Coauthor Coen Elemans says it’s likely many rodents use this same method, possibly even accounting for the echolocation of bats, according to theTelegraph. “Even though mice have been studied so intensely, they still have some cool tricks up their sleeves,” he says.

Researchers are studying the vocalizations of mice to better understand stuttering, autism, and other communication disorders. (Scientists makeshrunken, see-through lab mice.)

This article originally appeared on Newser: Why Mice Are Nature’s Jet Engines

Ancient teeth lead researchers to prehistoric shark discovery

Megalolamna paradoxodon had grasping-type front teeth and cutting-type rear teeth likely used to seize and slice medium-sized fish and it lived in the same ancient oceans megatoothed sharks inhabited.

Megalolamna paradoxodon had grasping-type front teeth and cutting-type rear teeth likely used to seize and slice medium-sized fish and it lived in the same ancient oceans megatoothed sharks inhabited.  (Kenshu Shimada)

Researchers have discovered a new species of prehistoric shark, and at about 13 feet long, it was comparable to the size of the great white sharks of today.

The new predator, called Megalolamna paradoxodon, lived about 20 million years ago and is now extinct. The scientists based their discovery on just a handful of teeth from the shark, describing five of the prehistoric chompers (which originated from three different countries) in a new study in the journal Historical Biology. Like great whites, the shark is a member of the lamniformes group, and it lived during the Miocene epoch, which spans about 23 million to five million years in the past.

Kenshu Shimada, the lead author of the new paper and a professor at DePaul University, described the species as “exceptionally rare.”

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“The fact that such a large lamniform shark with such a wide geographic distribution had evaded recognition until now indicates just how little we still know about the Earth’s ancient marine ecosystem,” he told FoxNews.com in an email.

He said that their newly-discovered ancient shark was “distantly related” to great white sharks.

The new shark had teeth in the front meant for grasping, and teeth in the back for cutting, and likely ate “medium-sized fish” according to a statement from DePaul University announcing the discovery. Its teeth measured as much as 1.8 inches long.

Sharks attack 2 different surfers in Florida beach area

new smyrna beach 103

 (Google Street View)

Two surfers are recovering from shark bites off the beaches in central Florida over the weekend.

Authorities say a 32-year-old surfer was bitten on his side in New Smyrna Beach on Saturday evening. The next day, a shark nipped a 21-year-old surfer on the left foot.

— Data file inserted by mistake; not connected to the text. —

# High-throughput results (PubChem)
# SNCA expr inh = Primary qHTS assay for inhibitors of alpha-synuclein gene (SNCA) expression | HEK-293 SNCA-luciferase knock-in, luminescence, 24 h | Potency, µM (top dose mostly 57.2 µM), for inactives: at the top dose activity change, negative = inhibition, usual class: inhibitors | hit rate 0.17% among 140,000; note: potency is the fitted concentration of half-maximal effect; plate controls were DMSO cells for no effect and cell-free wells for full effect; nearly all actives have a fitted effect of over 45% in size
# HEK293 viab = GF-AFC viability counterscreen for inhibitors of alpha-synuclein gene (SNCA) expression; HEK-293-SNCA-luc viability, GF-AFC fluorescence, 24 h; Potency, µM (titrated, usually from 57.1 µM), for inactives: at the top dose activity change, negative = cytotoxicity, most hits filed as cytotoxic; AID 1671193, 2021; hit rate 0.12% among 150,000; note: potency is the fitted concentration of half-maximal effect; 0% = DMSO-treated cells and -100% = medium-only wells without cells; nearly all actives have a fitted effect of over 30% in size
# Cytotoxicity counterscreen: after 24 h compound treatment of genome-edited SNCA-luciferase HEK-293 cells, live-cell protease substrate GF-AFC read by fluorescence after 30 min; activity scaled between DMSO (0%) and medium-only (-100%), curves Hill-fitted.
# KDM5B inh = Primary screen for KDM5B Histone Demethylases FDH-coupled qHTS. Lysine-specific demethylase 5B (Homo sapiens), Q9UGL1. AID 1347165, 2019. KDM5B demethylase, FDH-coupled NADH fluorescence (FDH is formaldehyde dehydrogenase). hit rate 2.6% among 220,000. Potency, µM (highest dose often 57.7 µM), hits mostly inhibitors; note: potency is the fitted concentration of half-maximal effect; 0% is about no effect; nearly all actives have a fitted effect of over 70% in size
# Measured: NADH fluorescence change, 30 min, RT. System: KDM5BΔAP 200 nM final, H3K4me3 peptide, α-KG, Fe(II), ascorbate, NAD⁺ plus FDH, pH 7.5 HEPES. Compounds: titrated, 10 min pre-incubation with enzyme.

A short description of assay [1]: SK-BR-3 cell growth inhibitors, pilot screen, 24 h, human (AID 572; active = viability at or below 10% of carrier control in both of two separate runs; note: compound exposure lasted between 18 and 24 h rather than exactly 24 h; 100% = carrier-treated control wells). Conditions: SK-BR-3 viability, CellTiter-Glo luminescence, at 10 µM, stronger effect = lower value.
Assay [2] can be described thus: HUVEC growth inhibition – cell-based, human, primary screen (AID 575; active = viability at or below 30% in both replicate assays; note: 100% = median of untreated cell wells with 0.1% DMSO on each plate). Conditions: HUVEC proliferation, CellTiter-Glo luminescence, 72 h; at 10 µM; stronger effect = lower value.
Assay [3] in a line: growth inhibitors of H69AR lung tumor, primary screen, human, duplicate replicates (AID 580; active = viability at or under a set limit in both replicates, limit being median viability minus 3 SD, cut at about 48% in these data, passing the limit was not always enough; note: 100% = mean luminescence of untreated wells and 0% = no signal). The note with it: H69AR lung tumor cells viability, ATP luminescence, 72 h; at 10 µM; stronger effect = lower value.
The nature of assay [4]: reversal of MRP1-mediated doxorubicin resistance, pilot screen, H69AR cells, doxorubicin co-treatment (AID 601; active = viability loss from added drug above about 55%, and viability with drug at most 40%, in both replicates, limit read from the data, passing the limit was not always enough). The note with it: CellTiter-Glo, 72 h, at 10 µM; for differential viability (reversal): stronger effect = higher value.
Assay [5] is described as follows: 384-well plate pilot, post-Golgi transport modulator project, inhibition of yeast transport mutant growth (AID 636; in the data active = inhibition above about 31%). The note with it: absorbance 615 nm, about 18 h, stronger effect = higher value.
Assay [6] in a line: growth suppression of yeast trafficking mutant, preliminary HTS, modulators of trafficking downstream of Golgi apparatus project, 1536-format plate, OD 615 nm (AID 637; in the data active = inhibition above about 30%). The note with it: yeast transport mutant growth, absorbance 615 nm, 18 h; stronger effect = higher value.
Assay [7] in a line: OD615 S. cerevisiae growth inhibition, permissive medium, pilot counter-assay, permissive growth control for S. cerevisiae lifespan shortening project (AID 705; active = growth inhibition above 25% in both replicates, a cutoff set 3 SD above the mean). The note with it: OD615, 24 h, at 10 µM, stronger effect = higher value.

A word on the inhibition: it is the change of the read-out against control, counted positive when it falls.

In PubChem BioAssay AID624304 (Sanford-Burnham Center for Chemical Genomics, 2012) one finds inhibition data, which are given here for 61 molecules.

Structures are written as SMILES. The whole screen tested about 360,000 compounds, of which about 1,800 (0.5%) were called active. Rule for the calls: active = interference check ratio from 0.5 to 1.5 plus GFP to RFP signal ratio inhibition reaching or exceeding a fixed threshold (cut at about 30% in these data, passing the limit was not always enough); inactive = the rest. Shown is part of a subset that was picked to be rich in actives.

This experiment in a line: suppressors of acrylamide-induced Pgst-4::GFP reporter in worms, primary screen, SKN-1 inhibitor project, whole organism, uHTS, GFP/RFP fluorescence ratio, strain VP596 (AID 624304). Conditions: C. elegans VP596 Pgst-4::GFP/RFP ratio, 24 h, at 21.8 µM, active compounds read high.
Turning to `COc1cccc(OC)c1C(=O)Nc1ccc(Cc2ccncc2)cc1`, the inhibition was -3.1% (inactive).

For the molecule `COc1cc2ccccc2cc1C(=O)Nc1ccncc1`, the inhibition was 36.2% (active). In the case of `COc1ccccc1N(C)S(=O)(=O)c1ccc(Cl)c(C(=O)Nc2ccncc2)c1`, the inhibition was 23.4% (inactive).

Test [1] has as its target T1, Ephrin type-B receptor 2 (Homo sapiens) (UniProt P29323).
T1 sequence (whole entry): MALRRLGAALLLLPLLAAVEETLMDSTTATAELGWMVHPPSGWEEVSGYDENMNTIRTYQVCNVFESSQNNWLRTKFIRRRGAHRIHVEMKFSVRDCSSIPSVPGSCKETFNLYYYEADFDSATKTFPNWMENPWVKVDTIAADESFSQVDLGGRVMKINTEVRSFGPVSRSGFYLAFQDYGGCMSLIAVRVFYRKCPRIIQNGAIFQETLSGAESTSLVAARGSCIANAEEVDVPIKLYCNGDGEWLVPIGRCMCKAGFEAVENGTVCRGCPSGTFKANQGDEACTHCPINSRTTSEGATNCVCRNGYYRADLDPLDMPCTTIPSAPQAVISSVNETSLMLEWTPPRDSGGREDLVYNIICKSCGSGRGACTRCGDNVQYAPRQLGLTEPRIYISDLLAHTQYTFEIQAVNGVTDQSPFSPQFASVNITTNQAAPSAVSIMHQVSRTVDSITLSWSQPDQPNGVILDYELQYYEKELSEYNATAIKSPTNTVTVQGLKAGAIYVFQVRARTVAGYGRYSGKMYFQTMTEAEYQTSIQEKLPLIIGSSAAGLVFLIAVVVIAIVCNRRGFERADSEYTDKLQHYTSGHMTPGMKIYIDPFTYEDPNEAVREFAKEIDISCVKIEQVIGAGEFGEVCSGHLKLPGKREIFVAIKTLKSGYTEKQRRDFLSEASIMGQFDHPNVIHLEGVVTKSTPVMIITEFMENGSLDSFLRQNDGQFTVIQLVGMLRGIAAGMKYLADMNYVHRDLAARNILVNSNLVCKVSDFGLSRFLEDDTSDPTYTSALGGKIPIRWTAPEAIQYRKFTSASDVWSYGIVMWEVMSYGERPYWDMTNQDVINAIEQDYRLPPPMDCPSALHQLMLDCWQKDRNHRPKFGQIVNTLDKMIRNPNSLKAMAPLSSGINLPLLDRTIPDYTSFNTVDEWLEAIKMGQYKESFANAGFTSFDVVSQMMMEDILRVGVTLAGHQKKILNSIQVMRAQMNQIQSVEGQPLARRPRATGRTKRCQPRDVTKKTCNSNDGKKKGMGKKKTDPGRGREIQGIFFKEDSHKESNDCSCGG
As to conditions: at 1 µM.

Volusia County Beach Safety Ocean Rescue Capt. Andrew Ethridge says neither surfer wanted to be transported to a hospital for treatment.

The Daytona Beach News-Journal reports there have been 14 shark bites in the county so far this year. Officials say that’s an increase from previous years. In 2014 there were 10 unprovoked shark attacks in Volusia County and seven in 2015.

One day last month, officials say three people were bitten by sharks in one day.

Toughie the frog, likely the last of his species, dies

Toughie the frog (Atlanta Botanical Garden).

Toughie the frog (Atlanta Botanical Garden).

A frog named Toughie, likely the last of his species, died quietly in his enclosure at the Atlanta Botanical Garden this week, reports the Atlanta Journal-Constitution.

“He will be missed by Garden staff and visitors alike,” the Garden posted onFacebook. The Rabbs’ fringe-limbed tree frog wasn’t even discovered until 2005 when scientists were attempting to rescue specimens of any amphibian they could before a deadly chytrid fungal infection hit Panama.

According to National Geographic, Toughie made it out of Panama, but it’s estimated that the chytrid fungus killed up to 85 percent of all amphibians left behind in his natural habitat.

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He had lived in isolation at the Garden since 2008. A cause of death is unknown, but Toughie was believed to be at least 12 years old.

In his final years, Toughie became a “symbol of the extinction crisis.” His photo was projected onto St. Peter’s Basilica, and he was visited by film directors and race car drivers.

“A lot of people were moved to tears when they saw him,” a photographer who worked with Toughie says. “When you have the very last of something it’s a special deal.” While some scientists are holding out hope for the Rabbs’ tree frog, it’s likely Toughie was the last, Scientific American reports. His species hasn’t been seen in the wild since 2007. It’s rare for humans to actually witness an extinction when it happens and not just learn about it years later. (For the first time, bees have been put on the endangered species list.)

This article originally appeared on Newser: Toughie the Frog, Likely the Last of His Species, Dies

Montana hiker survives 2 attacks by the same bear, sheriff says

 (AP Photo/Jim Urquhart, File)

A hiker in Montana managed to survive a “Revenant”-style series of attacks — apparently by the same bear — and even drove himself to the hospital for treatment over the weekend, investigators said.

Todd Orr recorded video of himself after the mauling and posted it online. With gashes on his arms and blood streaming down his face, the 50-year-old survivor told the camera: “Yeah, life sucks in bear country… be safe out there.”

Warning: Video is graphic!

The first attack unfolded Saturday morning not far from the man’s home in Bozeman, Madison County Sheriff Roger Thompson confirmed. Orr said he unleashed bear spray and rolled into a ball to play dead as the bear chewed on him. He said it looked like a grizzly bear protecting two cubs.